The Clinical Applications of Acceptance and Commitment Therapy With Clients Who Stutter The field of fluency disorders has used Cognitive Behavioral Therapy (CBT) techniques to help clients who stutter manage their thoughts about stuttering by engaging in cognitive restructuring activities. In the late ‘90s, a new form of cognitive therapy called Acceptance and Commitment Therapy (ACT) emerged, stemming from classic CBT and ... Article
Article  |   November 01, 2013
The Clinical Applications of Acceptance and Commitment Therapy With Clients Who Stutter
Author Affiliations & Notes
  • Palasik Scott
    School of Speech-Language Pathology and Audiology, The University of Akron, Akron, OH
  • Hannan Jaime
    Cincinnati Children’s Hospital Medical Center, Cincinnati, OH
  • Disclosure: Financial: Scott Palasik is an assistant professor in the school of Speech-Language Pathology and Audiology at the University of Akron. Jaime Hannan is a speech-language pathologist at the Cincinnati Children’s Hospital Medical Center.
    Disclosure: Financial: Scott Palasik is an assistant professor in the school of Speech-Language Pathology and Audiology at the University of Akron. Jaime Hannan is a speech-language pathologist at the Cincinnati Children’s Hospital Medical Center.×
    Nonfinancial: Scott Palasik has previously published in this topic area. Some of that work is referenced in this paper. Jaime Hannan has previously published in this topic area.
    Nonfinancial: Scott Palasik has previously published in this topic area. Some of that work is referenced in this paper. Jaime Hannan has previously published in this topic area.×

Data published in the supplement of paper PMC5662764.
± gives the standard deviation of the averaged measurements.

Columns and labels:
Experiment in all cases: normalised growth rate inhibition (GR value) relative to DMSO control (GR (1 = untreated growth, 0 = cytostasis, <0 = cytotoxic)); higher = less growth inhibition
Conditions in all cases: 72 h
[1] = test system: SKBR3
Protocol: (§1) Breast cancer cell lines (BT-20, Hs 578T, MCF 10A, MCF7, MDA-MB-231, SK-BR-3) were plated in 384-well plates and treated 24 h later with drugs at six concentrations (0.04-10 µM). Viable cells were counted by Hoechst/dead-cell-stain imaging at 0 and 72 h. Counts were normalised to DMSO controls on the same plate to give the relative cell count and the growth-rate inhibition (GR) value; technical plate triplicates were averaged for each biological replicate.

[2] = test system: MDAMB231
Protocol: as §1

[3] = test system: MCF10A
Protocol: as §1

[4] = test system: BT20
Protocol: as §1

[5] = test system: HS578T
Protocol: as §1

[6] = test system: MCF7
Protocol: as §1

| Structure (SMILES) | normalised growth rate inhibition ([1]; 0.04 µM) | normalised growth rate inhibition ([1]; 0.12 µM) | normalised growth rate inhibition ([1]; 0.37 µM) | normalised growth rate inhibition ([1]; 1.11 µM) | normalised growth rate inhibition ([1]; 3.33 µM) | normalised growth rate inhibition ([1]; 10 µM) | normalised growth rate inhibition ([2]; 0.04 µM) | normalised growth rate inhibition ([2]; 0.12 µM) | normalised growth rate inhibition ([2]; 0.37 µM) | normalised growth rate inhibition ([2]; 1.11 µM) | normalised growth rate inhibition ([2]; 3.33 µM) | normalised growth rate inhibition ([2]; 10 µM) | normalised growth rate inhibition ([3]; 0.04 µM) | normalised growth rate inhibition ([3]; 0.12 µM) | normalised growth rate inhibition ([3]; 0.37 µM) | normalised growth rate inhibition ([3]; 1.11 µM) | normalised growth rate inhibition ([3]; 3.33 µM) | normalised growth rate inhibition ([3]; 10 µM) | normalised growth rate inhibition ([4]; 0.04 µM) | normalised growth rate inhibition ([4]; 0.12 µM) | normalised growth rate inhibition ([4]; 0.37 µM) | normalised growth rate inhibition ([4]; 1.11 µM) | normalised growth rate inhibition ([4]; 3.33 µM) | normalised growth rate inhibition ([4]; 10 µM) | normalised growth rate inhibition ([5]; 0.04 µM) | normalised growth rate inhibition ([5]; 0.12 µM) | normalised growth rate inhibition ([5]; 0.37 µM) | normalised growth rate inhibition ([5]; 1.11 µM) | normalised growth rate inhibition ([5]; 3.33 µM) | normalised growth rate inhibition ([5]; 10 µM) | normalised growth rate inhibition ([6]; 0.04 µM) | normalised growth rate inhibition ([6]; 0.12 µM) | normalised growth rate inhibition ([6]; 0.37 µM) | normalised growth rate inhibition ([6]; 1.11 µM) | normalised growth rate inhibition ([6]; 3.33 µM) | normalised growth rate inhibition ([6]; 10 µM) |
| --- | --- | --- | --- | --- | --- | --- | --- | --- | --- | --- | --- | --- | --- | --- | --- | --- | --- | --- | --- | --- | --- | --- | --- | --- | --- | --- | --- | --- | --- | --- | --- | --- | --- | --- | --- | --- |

Article Information
Speech, Voice & Prosodic Disorders / Fluency Disorders / Articles
Article   |   November 01, 2013
The Clinical Applications of Acceptance and Commitment Therapy With Clients Who Stutter
SIG 4 Perspectives on Fluency and Fluency Disorders, November 2013, Vol. 23, 54-69. doi:10.1044/ffd23.2.54
SIG 4 Perspectives on Fluency and Fluency Disorders, November 2013, Vol. 23, 54-69. doi:10.1044/ffd23.2.54

The field of fluency disorders has used Cognitive Behavioral Therapy (CBT) techniques to help clients who stutter manage their thoughts about stuttering by engaging in cognitive restructuring activities. In the late ‘90s, a new form of cognitive therapy called Acceptance and Commitment Therapy (ACT) emerged, stemming from classic CBT and Relational Frame Theory (RFT). Though there is only one documented study in which ACT is used with clients who stutter, there is tremendous clinical potential to assist clients who stutter of all ages using the six core principles of ACT (contact with the present moment, acceptance, thought defusion, self as a context, defining values, and committed actions). The core principles encourage clients who stutter to live a values‐based life by assisting them in defusing adverse thoughts related to stuttering and choosing committed action behaviors and goals in accordance with their individual values through mindfulness practices. Participating in activities related to the core principles of ACT can help clients who stutter to become more psychologically flexible when managing their perceptions related to stuttering. Using ACT can further lead clients toward acceptance of all thoughts while learning to observe themselves in the present moment and make values‐based choices for future behaviors.

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